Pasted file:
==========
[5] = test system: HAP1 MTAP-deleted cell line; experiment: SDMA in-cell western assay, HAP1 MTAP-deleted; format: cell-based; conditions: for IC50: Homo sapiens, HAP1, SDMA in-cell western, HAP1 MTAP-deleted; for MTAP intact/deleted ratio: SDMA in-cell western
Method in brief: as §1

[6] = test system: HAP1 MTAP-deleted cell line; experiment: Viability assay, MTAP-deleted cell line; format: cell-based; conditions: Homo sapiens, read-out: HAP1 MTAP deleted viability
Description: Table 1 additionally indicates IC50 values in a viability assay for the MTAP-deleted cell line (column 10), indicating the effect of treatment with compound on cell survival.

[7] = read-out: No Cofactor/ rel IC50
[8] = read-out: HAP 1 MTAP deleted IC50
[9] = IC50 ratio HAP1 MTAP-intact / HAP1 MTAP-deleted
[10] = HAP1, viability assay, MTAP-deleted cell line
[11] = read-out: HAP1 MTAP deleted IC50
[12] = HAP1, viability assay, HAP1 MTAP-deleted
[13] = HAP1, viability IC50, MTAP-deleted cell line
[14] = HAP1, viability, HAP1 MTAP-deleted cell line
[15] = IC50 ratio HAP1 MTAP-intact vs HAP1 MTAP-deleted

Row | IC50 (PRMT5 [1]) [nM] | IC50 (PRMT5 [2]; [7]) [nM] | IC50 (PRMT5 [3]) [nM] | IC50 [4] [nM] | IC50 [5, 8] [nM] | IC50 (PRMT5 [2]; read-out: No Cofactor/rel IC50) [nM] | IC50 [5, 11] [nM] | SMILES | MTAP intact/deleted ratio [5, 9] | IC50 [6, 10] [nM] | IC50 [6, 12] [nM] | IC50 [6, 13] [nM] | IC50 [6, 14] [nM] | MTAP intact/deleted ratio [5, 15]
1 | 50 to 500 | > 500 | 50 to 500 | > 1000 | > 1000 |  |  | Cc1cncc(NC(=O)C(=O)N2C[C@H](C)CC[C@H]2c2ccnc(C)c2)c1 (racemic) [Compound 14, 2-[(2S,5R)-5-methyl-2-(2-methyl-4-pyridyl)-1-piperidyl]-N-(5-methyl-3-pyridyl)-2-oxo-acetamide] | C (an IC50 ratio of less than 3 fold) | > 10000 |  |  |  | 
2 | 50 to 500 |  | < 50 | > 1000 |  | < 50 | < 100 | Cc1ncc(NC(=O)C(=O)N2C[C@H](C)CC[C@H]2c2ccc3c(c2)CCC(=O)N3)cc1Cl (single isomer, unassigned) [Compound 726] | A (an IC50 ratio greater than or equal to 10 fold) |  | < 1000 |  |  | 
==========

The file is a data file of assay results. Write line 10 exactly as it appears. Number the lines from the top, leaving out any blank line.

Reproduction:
[12] = HAP1, viability assay, HAP1 MTAP-deleted